1 Adventures of the Blue Carbuncle Sir Arthur Conan Doyle 2 Christmas at Sea Robert Louis Stevenson 3 Christmas Fairy of Strasburg Joseph Stirling Coyne 4 Christmas Present Richmal Crompton 5 A Christmas Star Katherine Pyle 6 Christmas Storms and Sunshine Elizabeth Cleghorn Gaskell 7 Christmas Trees Robert Frost 8 A Conscience Pudding E. Nesbit 9 A Cornish Christmas William Hone 10 The Gift of the Magi O. Henry 11 God B Us Every One James Whitcomb Riley 12 Hang Up the Baby’s Stocking Emily Huntington Miller 13 Hoodoo McFiggin's Christmas Stephen Leacock 14 Karma Edwin Arlington Robinson 15 Little Match Girl Hans Christian Andersen 16 Little Tree E.
E. Cummings 17 The Magi William Butler Yeats 18 Mr. Bluffs' Experiences of Holidays Oliver Bell Bunce 19 Mrs. Santa Claus Carolyn Sherwin Bailey 20 The Night After Christmas Anne P. L. Field 21 An Old-Time Christmas Paul Laurence Dunbar 22 The Philanthropist's Christmas James Weber Linn 23 The Queerest Christmas Grace Grace Margaret Gallaher 24 A Rhyme for Christmas Radclyffe Hall 25 The Story of Christmas Nora Archibald Smith 26 A Story that Never Ends Mrs.
J. Woodbury 27 To An Old Fogey Owen Seaman 28 Twas the Night Before Christmas (A Visit From St. Nicholas) Clement Clarke Moore 29 Vera's First Christmas Adventure Arnold Bennett 30 Twas the Night Before Christmas (A Visit From St. Nicholas) Clement Clarke Moore
In 1869, LL Jacobs was a young man and second generation New York Banker who was ambitious and adventurous. With investment money, LL Jacobs headed west to the Colorado Territory and opens the first bank in Antimony. By 1875 the long depression was across the country and banking was hard. Then the unthinkable happened.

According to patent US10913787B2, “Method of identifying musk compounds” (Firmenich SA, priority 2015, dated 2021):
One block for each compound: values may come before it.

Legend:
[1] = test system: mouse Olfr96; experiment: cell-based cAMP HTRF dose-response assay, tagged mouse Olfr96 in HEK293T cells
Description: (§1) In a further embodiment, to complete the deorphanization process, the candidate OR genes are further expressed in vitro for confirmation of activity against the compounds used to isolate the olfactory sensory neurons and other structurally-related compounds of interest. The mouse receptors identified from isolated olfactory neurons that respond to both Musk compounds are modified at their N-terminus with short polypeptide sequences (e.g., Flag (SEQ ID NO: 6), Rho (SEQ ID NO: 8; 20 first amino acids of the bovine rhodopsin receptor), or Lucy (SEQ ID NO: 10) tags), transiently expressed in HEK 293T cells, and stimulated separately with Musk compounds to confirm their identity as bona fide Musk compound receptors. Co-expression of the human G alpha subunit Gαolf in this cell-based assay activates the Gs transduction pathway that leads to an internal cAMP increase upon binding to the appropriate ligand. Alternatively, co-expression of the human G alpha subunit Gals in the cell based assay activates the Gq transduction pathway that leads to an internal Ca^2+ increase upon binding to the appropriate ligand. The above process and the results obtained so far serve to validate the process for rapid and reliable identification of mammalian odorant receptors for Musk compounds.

In All Violet, a young woman chronicles the experience of living on the margins, in spaces and places where body and mind are flayed by guilt, disappointments and betrayals.
Her poems record the shattering trauma of struggling to survive through periods of doubt, fear, rage and pain, creating a narrative of disconnection, indignation, alienation and emptiness, the extremes of suffering and desperation. Employing lyrical free verse, Rani Rivera has skillfully employed the short line to pinpoint moments of acute perception. Unadorned, taut and precise cries of pain, loss and fury draw the reader deeper and deeper inside this in-your-face confrontation with a dark world of foreboding alleviated by flashes of mordant wit and grace under fire. “A star student and sweet friend, Rani’s death hurts in a way only she could describe with beauty and grace: ‘I love them pretty/with their ugliness./I love them all violet/and blue.’ Her love for the world courses through this powerful collection like a clean, clear river, bathing and purifying the poison and the pain she delineates with a razor, her uncanny mind. New to these poems, I wish her back to praise her, and instead, say goodbye again, knowing she has left behind a stunning legacy, one that will be returned to, again and again, by anyone who knows, to quote Theodore Roethke, ‘the purity of pure despair.’ And to anyone who knows that life is wreching and sublime, all at once: All night, she turned violet and blue, betrayed by the Earth’s roll into darkness, leaving behind fields of flowers, bigger than oceans, and kindness, and love.” —Lynn Crosbie, writer, professor and author of The Corpses of the Future
This book provides an interesting and exciting introduction to colonial life. Children will have fun learning about history by participating in over 40 everyday activities, games, projects, and recipes from the colonial era. Candle dipping, churning butter, baking bread, making jam, dyeing wool, making a colonial sundial, and learning how to play colonial games are among many projects and activities. Historical facts and information are also provided.